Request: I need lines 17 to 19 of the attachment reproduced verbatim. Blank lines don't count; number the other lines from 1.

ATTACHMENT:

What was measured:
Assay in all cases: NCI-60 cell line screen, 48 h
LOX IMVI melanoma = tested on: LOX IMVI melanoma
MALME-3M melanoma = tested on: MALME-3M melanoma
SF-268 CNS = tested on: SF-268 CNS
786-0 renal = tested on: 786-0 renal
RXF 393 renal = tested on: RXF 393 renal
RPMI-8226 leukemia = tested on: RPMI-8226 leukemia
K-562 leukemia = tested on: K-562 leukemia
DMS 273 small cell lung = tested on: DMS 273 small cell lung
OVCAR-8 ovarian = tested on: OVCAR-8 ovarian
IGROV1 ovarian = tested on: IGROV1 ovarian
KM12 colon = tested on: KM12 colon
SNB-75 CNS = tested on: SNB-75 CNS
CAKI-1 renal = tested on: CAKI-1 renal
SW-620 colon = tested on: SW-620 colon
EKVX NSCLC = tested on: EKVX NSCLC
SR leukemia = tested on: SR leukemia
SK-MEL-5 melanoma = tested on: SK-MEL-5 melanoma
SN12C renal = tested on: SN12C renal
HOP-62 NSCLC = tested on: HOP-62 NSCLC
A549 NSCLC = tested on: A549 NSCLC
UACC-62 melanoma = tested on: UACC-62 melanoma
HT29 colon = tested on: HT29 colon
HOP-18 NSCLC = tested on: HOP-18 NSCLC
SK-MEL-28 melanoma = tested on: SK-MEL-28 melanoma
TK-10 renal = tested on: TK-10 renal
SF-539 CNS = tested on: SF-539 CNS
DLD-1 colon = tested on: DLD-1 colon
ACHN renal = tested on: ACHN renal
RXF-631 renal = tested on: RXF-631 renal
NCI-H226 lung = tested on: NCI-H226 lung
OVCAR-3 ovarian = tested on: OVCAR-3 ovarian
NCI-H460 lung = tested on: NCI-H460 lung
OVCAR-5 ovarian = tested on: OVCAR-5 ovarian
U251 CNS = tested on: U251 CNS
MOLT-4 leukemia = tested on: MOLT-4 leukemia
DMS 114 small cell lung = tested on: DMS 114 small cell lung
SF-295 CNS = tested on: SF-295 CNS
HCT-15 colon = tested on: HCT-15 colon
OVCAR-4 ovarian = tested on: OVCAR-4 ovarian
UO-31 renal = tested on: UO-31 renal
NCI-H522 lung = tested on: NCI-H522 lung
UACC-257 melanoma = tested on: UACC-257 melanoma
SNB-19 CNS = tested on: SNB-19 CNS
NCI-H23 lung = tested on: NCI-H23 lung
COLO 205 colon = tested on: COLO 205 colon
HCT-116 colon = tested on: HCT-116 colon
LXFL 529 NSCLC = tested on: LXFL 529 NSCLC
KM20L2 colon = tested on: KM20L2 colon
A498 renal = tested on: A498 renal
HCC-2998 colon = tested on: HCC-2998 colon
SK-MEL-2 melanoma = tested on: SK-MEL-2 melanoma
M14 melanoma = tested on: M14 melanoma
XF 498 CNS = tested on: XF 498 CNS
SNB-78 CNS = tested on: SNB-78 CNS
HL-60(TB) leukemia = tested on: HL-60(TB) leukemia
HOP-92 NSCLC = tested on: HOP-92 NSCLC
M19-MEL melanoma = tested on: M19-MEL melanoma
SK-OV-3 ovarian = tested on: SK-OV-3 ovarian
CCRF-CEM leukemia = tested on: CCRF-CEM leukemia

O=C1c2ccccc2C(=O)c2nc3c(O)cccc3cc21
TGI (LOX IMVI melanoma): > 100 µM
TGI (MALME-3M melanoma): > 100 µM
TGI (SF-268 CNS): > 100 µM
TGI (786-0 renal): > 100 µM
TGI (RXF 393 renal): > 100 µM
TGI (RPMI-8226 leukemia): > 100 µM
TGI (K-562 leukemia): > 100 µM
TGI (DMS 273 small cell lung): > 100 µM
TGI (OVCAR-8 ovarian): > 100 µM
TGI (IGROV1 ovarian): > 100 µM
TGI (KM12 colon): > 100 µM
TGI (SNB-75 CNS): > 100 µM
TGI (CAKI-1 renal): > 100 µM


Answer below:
EKVX NSCLC = tested on: EKVX NSCLC
SR leukemia = tested on: SR leukemia
SK-MEL-5 melanoma = tested on: SK-MEL-5 melanoma